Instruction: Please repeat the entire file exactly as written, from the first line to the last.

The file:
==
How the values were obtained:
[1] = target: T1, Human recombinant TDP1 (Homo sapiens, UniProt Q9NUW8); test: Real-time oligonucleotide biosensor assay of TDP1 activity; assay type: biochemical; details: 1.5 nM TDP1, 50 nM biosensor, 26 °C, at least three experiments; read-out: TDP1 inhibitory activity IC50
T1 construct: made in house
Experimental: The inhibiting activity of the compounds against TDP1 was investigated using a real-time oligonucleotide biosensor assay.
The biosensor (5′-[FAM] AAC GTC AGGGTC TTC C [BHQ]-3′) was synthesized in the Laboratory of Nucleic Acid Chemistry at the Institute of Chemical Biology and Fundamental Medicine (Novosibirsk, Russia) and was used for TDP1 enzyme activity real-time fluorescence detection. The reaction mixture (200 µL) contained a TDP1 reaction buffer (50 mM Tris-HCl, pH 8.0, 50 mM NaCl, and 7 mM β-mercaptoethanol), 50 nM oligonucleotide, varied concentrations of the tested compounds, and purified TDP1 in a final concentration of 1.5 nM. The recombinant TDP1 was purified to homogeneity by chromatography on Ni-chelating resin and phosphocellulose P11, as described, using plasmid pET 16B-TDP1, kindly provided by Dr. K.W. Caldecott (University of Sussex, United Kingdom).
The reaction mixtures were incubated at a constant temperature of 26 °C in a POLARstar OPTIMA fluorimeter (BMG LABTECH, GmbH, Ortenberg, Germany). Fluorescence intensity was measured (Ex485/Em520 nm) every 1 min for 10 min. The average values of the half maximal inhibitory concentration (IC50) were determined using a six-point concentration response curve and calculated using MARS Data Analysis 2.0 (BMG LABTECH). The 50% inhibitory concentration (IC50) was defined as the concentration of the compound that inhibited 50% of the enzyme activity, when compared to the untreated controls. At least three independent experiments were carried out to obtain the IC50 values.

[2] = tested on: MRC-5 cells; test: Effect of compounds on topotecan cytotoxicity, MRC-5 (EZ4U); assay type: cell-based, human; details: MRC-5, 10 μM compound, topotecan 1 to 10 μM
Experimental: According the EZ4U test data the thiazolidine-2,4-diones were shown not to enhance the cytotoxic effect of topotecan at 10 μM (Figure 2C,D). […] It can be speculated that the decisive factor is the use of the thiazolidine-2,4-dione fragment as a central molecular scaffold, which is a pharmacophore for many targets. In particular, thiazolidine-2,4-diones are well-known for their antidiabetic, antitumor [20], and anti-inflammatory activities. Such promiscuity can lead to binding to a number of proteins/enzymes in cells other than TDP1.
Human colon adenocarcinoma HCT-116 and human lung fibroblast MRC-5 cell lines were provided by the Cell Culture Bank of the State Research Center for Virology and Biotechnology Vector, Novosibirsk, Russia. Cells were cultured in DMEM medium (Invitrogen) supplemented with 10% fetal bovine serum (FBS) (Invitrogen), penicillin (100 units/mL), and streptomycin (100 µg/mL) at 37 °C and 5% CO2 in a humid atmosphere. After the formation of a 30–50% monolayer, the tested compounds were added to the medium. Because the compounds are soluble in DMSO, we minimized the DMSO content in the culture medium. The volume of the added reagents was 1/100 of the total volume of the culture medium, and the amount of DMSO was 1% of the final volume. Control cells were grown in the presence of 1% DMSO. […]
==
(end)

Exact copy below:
How the values were obtained:
[1] = target: T1, Human recombinant TDP1 (Homo sapiens, UniProt Q9NUW8); test: Real-time oligonucleotide biosensor assay of TDP1 activity; assay type: biochemical; details: 1.5 nM TDP1, 50 nM biosensor, 26 °C, at least three experiments; read-out: TDP1 inhibitory activity IC50
T1 construct: made in house
Experimental: The inhibiting activity of the compounds against TDP1 was investigated using a real-time oligonucleotide biosensor assay.
The biosensor (5′-[FAM] AAC GTC AGGGTC TTC C [BHQ]-3′) was synthesized in the Laboratory of Nucleic Acid Chemistry at the Institute of Chemical Biology and Fundamental Medicine (Novosibirsk, Russia) and was used for TDP1 enzyme activity real-time fluorescence detection. The reaction mixture (200 µL) contained a TDP1 reaction buffer (50 mM Tris-HCl, pH 8.0, 50 mM NaCl, and 7 mM β-mercaptoethanol), 50 nM oligonucleotide, varied concentrations of the tested compounds, and purified TDP1 in a final concentration of 1.5 nM. The recombinant TDP1 was purified to homogeneity by chromatography on Ni-chelating resin and phosphocellulose P11, as described, using plasmid pET 16B-TDP1, kindly provided by Dr. K.W. Caldecott (University of Sussex, United Kingdom).
The reaction mixtures were incubated at a constant temperature of 26 °C in a POLARstar OPTIMA fluorimeter (BMG LABTECH, GmbH, Ortenberg, Germany). Fluorescence intensity was measured (Ex485/Em520 nm) every 1 min for 10 min. The average values of the half maximal inhibitory concentration (IC50) were determined using a six-point concentration response curve and calculated using MARS Data Analysis 2.0 (BMG LABTECH). The 50% inhibitory concentration (IC50) was defined as the concentration of the compound that inhibited 50% of the enzyme activity, when compared to the untreated controls. At least three independent experiments were carried out to obtain the IC50 values.

[2] = tested on: MRC-5 cells; test: Effect of compounds on topotecan cytotoxicity, MRC-5 (EZ4U); assay type: cell-based, human; details: MRC-5, 10 μM compound, topotecan 1 to 10 μM
Experimental: According the EZ4U test data the thiazolidine-2,4-diones were shown not to enhance the cytotoxic effect of topotecan at 10 μM (Figure 2C,D). […] It can be speculated that the decisive factor is the use of the thiazolidine-2,4-dione fragment as a central molecular scaffold, which is a pharmacophore for many targets. In particular, thiazolidine-2,4-diones are well-known for their antidiabetic, antitumor [20], and anti-inflammatory activities. Such promiscuity can lead to binding to a number of proteins/enzymes in cells other than TDP1.
Human colon adenocarcinoma HCT-116 and human lung fibroblast MRC-5 cell lines were provided by the Cell Culture Bank of the State Research Center for Virology and Biotechnology Vector, Novosibirsk, Russia. Cells were cultured in DMEM medium (Invitrogen) supplemented with 10% fetal bovine serum (FBS) (Invitrogen), penicillin (100 units/mL), and streptomycin (100 µg/mL) at 37 °C and 5% CO2 in a humid atmosphere. After the formation of a 30–50% monolayer, the tested compounds were added to the medium. Because the compounds are soluble in DMSO, we minimized the DMSO content in the culture medium. The volume of the added reagents was 1/100 of the total volume of the culture medium, and the amount of DMSO was 1% of the final volume. Control cells were grown in the presence of 1% DMSO. […]